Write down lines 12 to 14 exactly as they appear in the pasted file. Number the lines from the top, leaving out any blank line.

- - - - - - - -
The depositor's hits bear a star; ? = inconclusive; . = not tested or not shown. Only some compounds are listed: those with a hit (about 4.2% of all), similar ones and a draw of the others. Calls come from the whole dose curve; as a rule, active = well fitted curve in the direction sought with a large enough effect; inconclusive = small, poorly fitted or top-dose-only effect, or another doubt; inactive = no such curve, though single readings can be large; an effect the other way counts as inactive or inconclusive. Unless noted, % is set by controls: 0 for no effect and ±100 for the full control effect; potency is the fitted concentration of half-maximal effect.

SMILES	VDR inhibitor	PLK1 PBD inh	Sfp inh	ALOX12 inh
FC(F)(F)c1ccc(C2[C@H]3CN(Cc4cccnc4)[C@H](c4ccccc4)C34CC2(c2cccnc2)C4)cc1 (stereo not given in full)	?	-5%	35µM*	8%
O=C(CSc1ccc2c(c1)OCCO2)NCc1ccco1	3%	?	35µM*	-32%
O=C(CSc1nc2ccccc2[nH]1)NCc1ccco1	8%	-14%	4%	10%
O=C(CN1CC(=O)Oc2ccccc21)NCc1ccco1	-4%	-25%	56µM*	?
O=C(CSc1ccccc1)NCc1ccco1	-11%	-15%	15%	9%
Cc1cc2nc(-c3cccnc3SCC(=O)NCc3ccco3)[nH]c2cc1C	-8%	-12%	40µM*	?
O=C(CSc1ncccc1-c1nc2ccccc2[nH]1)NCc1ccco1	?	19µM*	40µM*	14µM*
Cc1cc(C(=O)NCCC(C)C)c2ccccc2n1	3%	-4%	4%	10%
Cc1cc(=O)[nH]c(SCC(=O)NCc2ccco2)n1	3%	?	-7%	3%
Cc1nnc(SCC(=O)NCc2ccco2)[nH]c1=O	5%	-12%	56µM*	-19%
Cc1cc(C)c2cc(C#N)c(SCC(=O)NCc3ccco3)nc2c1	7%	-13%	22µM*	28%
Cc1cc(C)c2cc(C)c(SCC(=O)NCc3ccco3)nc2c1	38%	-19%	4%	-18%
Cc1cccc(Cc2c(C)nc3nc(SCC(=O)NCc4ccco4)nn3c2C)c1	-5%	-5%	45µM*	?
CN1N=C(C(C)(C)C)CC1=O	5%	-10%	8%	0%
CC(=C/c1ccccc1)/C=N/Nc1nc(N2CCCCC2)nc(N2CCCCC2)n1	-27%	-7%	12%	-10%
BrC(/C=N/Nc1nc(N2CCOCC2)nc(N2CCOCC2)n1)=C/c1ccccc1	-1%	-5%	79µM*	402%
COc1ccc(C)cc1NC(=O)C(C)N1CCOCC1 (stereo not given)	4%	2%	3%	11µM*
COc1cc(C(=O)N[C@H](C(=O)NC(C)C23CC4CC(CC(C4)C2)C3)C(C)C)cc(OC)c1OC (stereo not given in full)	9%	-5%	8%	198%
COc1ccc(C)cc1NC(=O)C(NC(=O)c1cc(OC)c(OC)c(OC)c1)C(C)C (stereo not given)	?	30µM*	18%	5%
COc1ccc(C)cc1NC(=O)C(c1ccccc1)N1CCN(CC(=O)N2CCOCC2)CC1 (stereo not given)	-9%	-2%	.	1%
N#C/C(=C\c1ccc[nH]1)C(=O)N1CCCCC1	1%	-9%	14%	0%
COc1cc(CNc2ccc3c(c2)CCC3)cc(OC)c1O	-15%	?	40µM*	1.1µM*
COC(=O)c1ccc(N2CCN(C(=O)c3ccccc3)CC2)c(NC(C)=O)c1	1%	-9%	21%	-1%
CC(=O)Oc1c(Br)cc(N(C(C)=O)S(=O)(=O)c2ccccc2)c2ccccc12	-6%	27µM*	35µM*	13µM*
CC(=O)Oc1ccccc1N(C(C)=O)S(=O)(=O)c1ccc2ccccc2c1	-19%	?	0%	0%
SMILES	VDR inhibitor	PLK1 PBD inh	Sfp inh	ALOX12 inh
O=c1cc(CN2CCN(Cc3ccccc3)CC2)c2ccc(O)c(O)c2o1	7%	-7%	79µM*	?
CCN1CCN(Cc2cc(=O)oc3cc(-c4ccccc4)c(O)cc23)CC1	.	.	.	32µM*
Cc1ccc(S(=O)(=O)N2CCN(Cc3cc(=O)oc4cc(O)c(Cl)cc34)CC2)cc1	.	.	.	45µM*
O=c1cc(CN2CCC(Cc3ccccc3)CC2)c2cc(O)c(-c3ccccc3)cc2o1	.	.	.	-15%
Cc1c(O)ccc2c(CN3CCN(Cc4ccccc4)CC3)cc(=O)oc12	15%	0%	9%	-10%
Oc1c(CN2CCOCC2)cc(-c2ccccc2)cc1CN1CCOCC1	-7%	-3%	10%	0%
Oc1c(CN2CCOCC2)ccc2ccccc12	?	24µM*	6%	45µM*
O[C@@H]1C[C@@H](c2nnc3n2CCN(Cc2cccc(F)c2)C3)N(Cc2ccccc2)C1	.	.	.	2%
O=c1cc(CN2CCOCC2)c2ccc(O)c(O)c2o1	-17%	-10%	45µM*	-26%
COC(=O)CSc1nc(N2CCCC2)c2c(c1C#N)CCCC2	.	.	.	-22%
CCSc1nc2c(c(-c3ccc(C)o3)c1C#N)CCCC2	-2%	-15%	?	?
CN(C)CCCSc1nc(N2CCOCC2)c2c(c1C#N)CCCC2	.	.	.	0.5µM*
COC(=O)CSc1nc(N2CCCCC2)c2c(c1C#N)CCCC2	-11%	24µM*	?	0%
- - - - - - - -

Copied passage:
Cc1nnc(SCC(=O)NCc2ccco2)[nH]c1=O	5%	-12%	56µM*	-19%
Cc1cc(C)c2cc(C#N)c(SCC(=O)NCc3ccco3)nc2c1	7%	-13%	22µM*	28%
Cc1cc(C)c2cc(C)c(SCC(=O)NCc3ccco3)nc2c1	38%	-19%	4%	-18%